Midterm Apocalypse Blues



Ok, not really the blues – just enjoyed the title – and what’s wrong with that? It is midterm though and we have just had our reviews at uni. I started off the review – where there are 5 students and 2 tutors – by stating my recent negativity about my work so the only way was up from there. Some useful feedback and the usual artist name dropping lead me to Albert Oehlen – I just love his work. To me he seems to be heavily influenced by Sigmar Polke and there is a similar mash-up look to a lot of his work – which I like and think I can use. I love making surfaces with paint but I need to work on my image making to superimpose and integrate into the pictures. I think I just need to get my head down and keep making and playing with visual ideas. Onwards.


Response to Richard Long

Richard Long

Richard Long – A Line Made By Walking.

A man walks and walks, and keeps on walking but what does he create, what does he leave behind? A line in a field that leads towards, or away from trees. A line that could have been made yesterday, a thousand years ago or tomorrow. There is no cultural trace that pinpoints time. It is a subtle rub of human endeavour that was made in our time but talks with the past. A single note that sounds back to a dark song of the ancestors – scratching around and exploring their untested earth in excited fear. There are also closer echoes, for me. Reminiscences of boyhood touchlines – penalty box boundaries or hard-beaten escape routes to the woods, the burn and the den.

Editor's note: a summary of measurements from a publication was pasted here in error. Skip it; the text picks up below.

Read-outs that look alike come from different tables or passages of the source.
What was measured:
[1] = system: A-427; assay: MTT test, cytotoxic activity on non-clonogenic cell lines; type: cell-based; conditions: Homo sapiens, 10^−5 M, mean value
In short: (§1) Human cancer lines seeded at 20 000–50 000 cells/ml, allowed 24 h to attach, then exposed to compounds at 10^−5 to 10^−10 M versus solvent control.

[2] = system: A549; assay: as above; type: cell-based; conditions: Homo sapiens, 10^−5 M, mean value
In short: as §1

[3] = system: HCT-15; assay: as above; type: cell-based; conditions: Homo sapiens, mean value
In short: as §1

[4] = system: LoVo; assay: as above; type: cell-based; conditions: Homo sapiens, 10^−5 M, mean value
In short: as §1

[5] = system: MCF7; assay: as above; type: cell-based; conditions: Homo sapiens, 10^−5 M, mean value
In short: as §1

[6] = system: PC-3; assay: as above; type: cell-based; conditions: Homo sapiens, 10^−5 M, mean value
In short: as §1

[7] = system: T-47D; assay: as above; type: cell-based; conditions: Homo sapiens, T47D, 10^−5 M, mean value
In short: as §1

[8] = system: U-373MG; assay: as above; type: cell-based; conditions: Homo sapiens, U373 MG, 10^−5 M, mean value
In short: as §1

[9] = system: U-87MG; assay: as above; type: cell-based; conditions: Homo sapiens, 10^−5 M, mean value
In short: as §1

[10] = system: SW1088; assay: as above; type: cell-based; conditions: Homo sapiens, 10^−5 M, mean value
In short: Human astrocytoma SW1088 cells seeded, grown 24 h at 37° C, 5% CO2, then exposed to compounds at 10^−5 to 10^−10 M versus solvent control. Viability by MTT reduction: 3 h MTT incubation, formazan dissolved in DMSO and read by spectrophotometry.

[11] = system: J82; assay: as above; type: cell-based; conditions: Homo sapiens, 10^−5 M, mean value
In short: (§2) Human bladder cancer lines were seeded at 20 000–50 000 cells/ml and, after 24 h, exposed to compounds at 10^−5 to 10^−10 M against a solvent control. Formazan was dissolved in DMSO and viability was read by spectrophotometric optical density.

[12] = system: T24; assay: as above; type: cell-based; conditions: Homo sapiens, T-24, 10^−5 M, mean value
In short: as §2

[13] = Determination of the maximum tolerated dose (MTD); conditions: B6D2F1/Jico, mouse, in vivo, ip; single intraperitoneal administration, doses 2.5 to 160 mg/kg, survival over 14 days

I know a little of Richard Long and his working methods. But if you came across this line with no back story what would you think? You would be aware of a human presence but perhaps not how it came to be there, what it’s purpose is or if indeed there is one. A line on the earth resonates with most people. Is it a benign boundary or a troubled border, murderously argued between warring nations. The thing that makes us ‘us’ and them ‘them’. Take it away and what happens? A loss of tribe or a gaining of community? Or just confusion? So often a line is used as a marker to control chaos.
The line may not divide at all but may be a link – between here and there, a current state and an aspirational one – a journey in itself through variable zones both physical and mental, the original psychogeography.

Paul Klee famously took a line for a walk – Long took a walk for a line and with it rediscovered the beginning of all possibility – then let it disappear.